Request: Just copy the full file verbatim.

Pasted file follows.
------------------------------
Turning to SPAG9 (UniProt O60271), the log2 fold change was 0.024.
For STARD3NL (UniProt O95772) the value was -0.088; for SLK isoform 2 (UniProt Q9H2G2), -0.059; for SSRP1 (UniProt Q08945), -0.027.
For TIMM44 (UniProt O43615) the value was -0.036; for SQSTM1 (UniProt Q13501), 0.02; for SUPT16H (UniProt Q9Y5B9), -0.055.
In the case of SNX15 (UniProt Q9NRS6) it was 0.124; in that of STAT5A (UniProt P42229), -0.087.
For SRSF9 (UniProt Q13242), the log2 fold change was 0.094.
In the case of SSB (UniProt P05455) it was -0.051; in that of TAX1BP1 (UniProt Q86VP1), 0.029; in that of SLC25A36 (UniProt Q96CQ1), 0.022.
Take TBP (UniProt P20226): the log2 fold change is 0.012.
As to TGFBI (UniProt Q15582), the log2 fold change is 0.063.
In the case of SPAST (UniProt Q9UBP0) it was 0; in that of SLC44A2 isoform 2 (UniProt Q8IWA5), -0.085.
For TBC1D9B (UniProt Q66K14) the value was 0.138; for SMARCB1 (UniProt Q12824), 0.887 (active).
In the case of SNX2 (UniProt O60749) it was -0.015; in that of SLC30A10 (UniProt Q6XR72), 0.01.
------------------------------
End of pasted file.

Turning to SPAG9 (UniProt O60271), the log2 fold change was 0.024.
For STARD3NL (UniProt O95772) the value was -0.088; for SLK isoform 2 (UniProt Q9H2G2), -0.059; for SSRP1 (UniProt Q08945), -0.027.
For TIMM44 (UniProt O43615) the value was -0.036; for SQSTM1 (UniProt Q13501), 0.02; for SUPT16H (UniProt Q9Y5B9), -0.055.
In the case of SNX15 (UniProt Q9NRS6) it was 0.124; in that of STAT5A (UniProt P42229), -0.087.
For SRSF9 (UniProt Q13242), the log2 fold change was 0.094.
In the case of SSB (UniProt P05455) it was -0.051; in that of TAX1BP1 (UniProt Q86VP1), 0.029; in that of SLC25A36 (UniProt Q96CQ1), 0.022.
Take TBP (UniProt P20226): the log2 fold change is 0.012.
As to TGFBI (UniProt Q15582), the log2 fold change is 0.063.
In the case of SPAST (UniProt Q9UBP0) it was 0; in that of SLC44A2 isoform 2 (UniProt Q8IWA5), -0.085.
For TBC1D9B (UniProt Q66K14) the value was 0.138; for SMARCB1 (UniProt Q12824), 0.887 (active).
In the case of SNX2 (UniProt O60749) it was -0.015; in that of SLC30A10 (UniProt Q6XR72), 0.01.